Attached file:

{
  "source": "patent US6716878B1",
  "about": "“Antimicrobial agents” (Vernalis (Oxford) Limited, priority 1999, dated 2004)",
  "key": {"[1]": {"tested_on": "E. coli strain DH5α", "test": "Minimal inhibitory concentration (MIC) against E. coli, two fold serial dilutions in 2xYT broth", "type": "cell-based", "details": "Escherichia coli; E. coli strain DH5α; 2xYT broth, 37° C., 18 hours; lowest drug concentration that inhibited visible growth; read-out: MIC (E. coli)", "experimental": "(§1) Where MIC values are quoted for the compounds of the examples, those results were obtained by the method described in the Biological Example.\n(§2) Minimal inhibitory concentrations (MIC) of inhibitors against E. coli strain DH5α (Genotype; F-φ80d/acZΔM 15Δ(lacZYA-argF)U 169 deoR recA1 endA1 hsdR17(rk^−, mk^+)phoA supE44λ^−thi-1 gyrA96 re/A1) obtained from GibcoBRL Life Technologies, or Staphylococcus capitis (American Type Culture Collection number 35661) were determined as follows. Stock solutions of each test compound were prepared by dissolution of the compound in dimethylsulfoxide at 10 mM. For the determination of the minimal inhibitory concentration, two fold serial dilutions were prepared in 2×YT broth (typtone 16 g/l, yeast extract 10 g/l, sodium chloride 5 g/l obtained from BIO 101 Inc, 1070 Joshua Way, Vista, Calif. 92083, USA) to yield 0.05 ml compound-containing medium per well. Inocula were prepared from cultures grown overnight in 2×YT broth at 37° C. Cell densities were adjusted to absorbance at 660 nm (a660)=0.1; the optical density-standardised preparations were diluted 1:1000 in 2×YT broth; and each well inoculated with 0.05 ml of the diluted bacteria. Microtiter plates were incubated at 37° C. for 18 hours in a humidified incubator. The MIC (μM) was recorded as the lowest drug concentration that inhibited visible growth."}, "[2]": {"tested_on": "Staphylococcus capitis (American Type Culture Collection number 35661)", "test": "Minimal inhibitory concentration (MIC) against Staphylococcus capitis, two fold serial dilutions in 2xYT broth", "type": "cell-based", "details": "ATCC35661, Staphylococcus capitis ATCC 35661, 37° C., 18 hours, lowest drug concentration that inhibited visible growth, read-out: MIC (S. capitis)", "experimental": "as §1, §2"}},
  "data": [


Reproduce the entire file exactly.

{
  "source": "patent US6716878B1",
  "about": "“Antimicrobial agents” (Vernalis (Oxford) Limited, priority 1999, dated 2004)",
  "key": {"[1]": {"tested_on": "E. coli strain DH5α", "test": "Minimal inhibitory concentration (MIC) against E. coli, two fold serial dilutions in 2xYT broth", "type": "cell-based", "details": "Escherichia coli; E. coli strain DH5α; 2xYT broth, 37° C., 18 hours; lowest drug concentration that inhibited visible growth; read-out: MIC (E. coli)", "experimental": "(§1) Where MIC values are quoted for the compounds of the examples, those results were obtained by the method described in the Biological Example.\n(§2) Minimal inhibitory concentrations (MIC) of inhibitors against E. coli strain DH5α (Genotype; F-φ80d/acZΔM 15Δ(lacZYA-argF)U 169 deoR recA1 endA1 hsdR17(rk^−, mk^+)phoA supE44λ^−thi-1 gyrA96 re/A1) obtained from GibcoBRL Life Technologies, or Staphylococcus capitis (American Type Culture Collection number 35661) were determined as follows. Stock solutions of each test compound were prepared by dissolution of the compound in dimethylsulfoxide at 10 mM. For the determination of the minimal inhibitory concentration, two fold serial dilutions were prepared in 2×YT broth (typtone 16 g/l, yeast extract 10 g/l, sodium chloride 5 g/l obtained from BIO 101 Inc, 1070 Joshua Way, Vista, Calif. 92083, USA) to yield 0.05 ml compound-containing medium per well. Inocula were prepared from cultures grown overnight in 2×YT broth at 37° C. Cell densities were adjusted to absorbance at 660 nm (a660)=0.1; the optical density-standardised preparations were diluted 1:1000 in 2×YT broth; and each well inoculated with 0.05 ml of the diluted bacteria. Microtiter plates were incubated at 37° C. for 18 hours in a humidified incubator. The MIC (μM) was recorded as the lowest drug concentration that inhibited visible growth."}, "[2]": {"tested_on": "Staphylococcus capitis (American Type Culture Collection number 35661)", "test": "Minimal inhibitory concentration (MIC) against Staphylococcus capitis, two fold serial dilutions in 2xYT broth", "type": "cell-based", "details": "ATCC35661, Staphylococcus capitis ATCC 35661, 37° C., 18 hours, lowest drug concentration that inhibited visible growth, read-out: MIC (S. capitis)", "experimental": "as §1, §2"}},
  "data": [